Here are some quotes from the most recent issue of Educational Researcher regarding text complexity in the early grades, one of the hallmark pushes of the Common Core State Standards:
the CCSS text complexity standards for Grade 3 appear to be aspirational, much like the No Child Left Behind Adequate Yearly Progress targets (Shepard, 2008). The small set of studies that have examined text complexity over time does not show that text complexity at Grade 3 has deteriorated. Neither is there evidence that the accelerated targets in the primary grades are necessary for high school graduates to read the texts of college and careers. (p. 47)
Another potential indirect effect on students may be their motivation and engagement. The engagement of reading among American students is already low, as indicated by a 2001 nationally representative sample of fourth graders from 35 countries that ranked the United States 33rd in an index of students’ motivations for reading (Mullis, Martin, Gonzalez, & Kennedy, 2003) and 35th out of 35 countries in the revised index of attitudes toward reading (Twist, Gnaldi, Schagen, & Morrison, 2004). At present, there is research indicating that motivation decreases when tasks become too challenging and none that indicates that increasing challenge (and potential levels of failure) earlier in students’ careers will change this dismal national pattern of disengagement with literacy (Guthrie, Wigfield, & You, 2012). (p. 48)
Will the intended outcomes of higher levels of literacy for all students be realized by setting the bar arbitrarily at third grade? Our review suggests that the unintended negative consequences could well outweigh the intended positive outcomes. (p. 49)
Increasing the pressure on the primary grades – without careful work that indicates why the necessary levels are not attained by many more students – may have consequences that could widen a gap that is already too large for the students who, at present, are left out of many careers and higher education. How sadly ironic it would be if an effort intended to support these very students limited their readiness for college and careers. (p. 49)
Hiebert, E. H., & Mesmer, H. A. E. (2013). Upping the ante of text complexity in the Common Core State Standards: Examining its potential impact on young readers. Educational Researcher, 42(1), 44-51.
Image credit: “Cozy” reading spot
Here are four very powerful videos from the Digital Media and Learning Research Hub that are guaranteed to make you think hard about learning, teaching, and schooling. You can watch them all in less than half an hour. My quick notes from the videos are included underneath each one…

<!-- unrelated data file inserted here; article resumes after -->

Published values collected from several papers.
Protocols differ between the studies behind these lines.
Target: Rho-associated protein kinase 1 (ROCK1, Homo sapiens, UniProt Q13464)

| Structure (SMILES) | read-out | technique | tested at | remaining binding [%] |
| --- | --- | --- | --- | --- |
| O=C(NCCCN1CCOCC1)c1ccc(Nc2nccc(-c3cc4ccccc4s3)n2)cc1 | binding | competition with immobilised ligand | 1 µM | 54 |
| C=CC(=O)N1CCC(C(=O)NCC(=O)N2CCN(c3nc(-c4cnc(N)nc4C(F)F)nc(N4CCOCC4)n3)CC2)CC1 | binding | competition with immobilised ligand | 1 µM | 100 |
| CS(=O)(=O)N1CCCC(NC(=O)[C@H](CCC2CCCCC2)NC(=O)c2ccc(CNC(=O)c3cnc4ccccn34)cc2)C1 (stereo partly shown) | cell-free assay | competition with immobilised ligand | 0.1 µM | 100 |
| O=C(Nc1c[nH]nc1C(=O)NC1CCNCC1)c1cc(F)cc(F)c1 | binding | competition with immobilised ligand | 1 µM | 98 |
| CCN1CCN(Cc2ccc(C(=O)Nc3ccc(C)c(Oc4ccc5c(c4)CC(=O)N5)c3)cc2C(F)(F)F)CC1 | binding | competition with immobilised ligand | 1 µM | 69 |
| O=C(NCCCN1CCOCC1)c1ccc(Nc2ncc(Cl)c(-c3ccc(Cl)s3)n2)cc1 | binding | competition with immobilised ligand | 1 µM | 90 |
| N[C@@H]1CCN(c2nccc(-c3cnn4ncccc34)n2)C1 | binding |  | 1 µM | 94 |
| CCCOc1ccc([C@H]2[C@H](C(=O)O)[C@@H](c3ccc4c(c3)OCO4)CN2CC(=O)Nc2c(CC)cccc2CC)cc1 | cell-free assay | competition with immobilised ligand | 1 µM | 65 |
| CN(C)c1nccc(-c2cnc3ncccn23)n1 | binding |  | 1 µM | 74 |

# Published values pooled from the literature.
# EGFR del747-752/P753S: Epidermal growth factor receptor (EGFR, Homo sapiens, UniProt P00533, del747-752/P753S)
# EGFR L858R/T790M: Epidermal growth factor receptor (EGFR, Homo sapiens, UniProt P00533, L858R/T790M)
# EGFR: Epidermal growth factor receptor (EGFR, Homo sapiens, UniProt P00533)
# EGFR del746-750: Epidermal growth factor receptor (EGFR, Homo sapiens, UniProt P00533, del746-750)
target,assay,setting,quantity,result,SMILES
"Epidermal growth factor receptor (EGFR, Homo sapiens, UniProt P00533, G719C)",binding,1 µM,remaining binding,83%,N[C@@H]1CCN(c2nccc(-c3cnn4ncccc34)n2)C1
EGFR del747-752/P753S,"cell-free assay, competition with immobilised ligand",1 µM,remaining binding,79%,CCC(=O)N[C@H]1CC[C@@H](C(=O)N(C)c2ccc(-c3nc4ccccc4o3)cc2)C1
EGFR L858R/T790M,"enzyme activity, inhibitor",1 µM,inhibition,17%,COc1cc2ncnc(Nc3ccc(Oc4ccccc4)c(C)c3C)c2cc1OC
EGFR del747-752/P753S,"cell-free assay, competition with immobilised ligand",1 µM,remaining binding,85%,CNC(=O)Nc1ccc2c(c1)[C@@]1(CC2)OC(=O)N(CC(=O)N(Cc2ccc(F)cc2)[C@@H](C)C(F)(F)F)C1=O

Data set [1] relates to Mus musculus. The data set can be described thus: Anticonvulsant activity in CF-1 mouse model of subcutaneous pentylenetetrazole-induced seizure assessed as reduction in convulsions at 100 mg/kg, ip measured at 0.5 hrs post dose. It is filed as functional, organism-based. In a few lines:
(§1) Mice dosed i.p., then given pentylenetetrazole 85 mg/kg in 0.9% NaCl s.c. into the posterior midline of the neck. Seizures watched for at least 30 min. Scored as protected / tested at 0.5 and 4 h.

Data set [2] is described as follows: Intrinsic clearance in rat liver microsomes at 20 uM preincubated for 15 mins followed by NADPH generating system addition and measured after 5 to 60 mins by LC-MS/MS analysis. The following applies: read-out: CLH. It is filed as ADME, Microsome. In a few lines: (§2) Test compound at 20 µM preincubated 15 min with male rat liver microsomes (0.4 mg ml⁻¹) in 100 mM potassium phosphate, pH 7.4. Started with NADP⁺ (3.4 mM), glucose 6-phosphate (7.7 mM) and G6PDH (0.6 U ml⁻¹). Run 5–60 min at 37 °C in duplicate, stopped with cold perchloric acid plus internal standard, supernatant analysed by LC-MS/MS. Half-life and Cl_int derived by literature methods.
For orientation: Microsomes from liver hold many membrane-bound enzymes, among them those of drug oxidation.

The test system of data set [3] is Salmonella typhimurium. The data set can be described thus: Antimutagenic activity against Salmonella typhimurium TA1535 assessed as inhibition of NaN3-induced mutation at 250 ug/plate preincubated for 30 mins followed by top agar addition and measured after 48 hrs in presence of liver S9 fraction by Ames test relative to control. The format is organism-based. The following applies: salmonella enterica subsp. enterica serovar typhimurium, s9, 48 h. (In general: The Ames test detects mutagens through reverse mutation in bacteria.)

Engaged (7 minutes; Connie Yowell)
- we are fundamentally starting with the wrong questions
- we start with learning outcomes – and content defines everything – rather than “what is the experience we want kids to have?”
- our core question is around engagement; if you ask “is a kid engaged?”, you have to pay attention to and start with the kid
- we have to make room for curiosity, we don’t have enough opportunities for kids to take things apart and wonder about them
- little opportunities to fail and iterate are also opportunities to play with identity
- we need opportunities to explore who we are in the world and how the world works, particularly as teenagers
- we so decontextualize learning for kids, we’ve forgotten we have a passion for learning
- in school they could care less, but in complex games kids demand that they learn how to do something so they can move on
- as adults, we have to deeply connect content and students’ activity, otherwise learning has no meaning
Everyone (7 minutes; Mimi Ito)
- we give responsibility for learning to professionals instead of remembering it’s the fabric that frames all of our interactions with everybody
- connected learning networks force us to fundamentally rethink what we think is the problem and goal of education
- it’s about expertise that’s widely distributed; anybody can help somebody else get better at something
- if you have an educational system that always tell students what to do, you’re not building their capacity to make effective learning choices themselves
- we used to have capacity bottlenecks for learning, so you had to go to school or a library – now we don’t have that problem but we still act as if we do
- education isn’t bound to particular institutions anymore, it can happen anywhere
- how does a kid find a mentor or peer that helps them develop their interest, make their interest relevant, find a sense of purpose, etc.
- how do we use the capacity of the network to bring people together who want to learn together?
- everybody can participate in a connected learning model
- the great side benefit of interest-based, connected learning is that it fosters social connection and well-being: fulfillment, belonging, and purpose